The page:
Climate minister: Important signal from European Council

European ministers yesterday reaffirmed their commitment to improving energy efficiency, while the UN selects Copenhagen to house new climate technology centre

The climate minister, Martin Lidegaard (Radikale), commended the renewed commitment to ambitious climate targets displayed by European heads of state in Brussels yesterday.

The Council of Ministers meeting discussed Europe’s energy problems and agreed that investing in Europe’s energy network and improving energy efficiency would tackle high energy prices and improve competition.

“The Danish government is working to introduce targets for energy efficiency,” Lidegaard wrote in a press release. “It’s the cheapest way to reduce our burden on the environment and it also improves our competitive ability.”

Lidegaard also said it was an important signal that the ministers welcomed the European Commission’s ‘Green Paper’, which will guide the EU’s energy policies through 2030.

“Several member states have been pressing the EU to reconsider its ambitious climate and energy goals, so it’s positive that the European Council has chosen to support the transition to renewable energy as it will act as a motor for growth, employment and improved competition.”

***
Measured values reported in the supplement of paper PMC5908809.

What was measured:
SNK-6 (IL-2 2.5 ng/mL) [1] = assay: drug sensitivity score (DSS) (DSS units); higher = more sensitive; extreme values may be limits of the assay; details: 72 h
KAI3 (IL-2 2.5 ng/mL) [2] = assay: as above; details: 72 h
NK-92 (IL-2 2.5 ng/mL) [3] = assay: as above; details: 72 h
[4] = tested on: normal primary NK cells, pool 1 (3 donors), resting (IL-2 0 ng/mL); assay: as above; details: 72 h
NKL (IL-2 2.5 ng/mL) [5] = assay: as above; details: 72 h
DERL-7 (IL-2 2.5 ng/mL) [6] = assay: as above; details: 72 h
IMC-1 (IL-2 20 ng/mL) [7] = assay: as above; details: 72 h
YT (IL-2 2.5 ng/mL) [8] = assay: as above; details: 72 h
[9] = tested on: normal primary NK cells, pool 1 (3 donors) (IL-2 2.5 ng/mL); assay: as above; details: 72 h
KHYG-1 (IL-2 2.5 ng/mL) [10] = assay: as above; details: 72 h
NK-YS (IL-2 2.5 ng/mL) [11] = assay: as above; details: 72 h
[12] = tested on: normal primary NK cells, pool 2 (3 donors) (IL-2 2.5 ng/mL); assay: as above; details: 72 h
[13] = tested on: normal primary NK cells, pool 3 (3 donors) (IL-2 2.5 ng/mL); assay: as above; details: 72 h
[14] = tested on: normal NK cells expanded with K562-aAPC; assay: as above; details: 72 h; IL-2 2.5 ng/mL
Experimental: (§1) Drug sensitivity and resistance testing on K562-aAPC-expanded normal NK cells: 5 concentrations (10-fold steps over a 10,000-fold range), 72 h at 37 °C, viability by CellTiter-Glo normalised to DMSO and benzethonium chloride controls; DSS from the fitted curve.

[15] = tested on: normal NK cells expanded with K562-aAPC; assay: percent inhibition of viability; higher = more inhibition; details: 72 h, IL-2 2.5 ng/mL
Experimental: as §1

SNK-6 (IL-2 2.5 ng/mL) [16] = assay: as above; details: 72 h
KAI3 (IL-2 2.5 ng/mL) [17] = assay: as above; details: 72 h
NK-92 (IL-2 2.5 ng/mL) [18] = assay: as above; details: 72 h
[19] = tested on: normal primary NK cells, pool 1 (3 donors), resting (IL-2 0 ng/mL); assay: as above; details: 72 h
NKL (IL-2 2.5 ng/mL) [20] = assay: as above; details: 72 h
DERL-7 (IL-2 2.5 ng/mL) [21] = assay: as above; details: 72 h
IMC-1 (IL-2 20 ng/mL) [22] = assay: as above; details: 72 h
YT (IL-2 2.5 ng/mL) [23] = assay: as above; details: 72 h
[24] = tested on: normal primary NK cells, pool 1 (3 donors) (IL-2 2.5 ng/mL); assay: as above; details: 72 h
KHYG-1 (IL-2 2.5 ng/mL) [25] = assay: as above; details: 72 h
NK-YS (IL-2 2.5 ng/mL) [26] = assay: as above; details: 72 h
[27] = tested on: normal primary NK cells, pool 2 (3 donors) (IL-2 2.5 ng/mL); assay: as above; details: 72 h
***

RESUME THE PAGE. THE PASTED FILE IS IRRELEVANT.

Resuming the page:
Denmark is a forerunner in the transition to renewable energy and has set ambitious targets to produce 30 percent of energy from renewable sources by 2030 and become free of fossil fuels by 2050.

In recognition of Denmark’s ambitions, the United Nation’s Environment Program (UNEP) this week announced that Copenhagen would house UNEP's new Climate Technology Centre and Network (CTCN).

The CTCN will help developing countries embrace low-carbon technology as well as technology that can help them cope with the effects of climate change.

According to Achim Steiner, the executive director of UNEP, Denmark’s efforts to promote renewable energy contributed to the decision to place the centre in Copenhagen.

“Denmark is a trend setter for new standards for resource-efficient buildings and is among the leading countries in the world for clean energy,” Achim stated in a press release.

The development minister, Christian Friis Bach (Radikale), stated that having the centre in Copenhagen would only reinforce Denmark’s position as a leader in climate adaptation technology.

“With Denmark at the centre of this important climate centre, we will be able to make a solid contribution in the fight against climate change and help climate adaptation in developing countries,” Friis Bach stated. “It will give Denmark a unique international position in green growth and will benefit Danish knowledge and businesses.”

The centre, which will open later this year, will find a home in the new UN district in Nordhavn that will be officially opened on July 5 and which will create around 500 new jobs.

Berlingske newspaper reports that the Danish government has also chosen to support CTCN with 30 million kroner.

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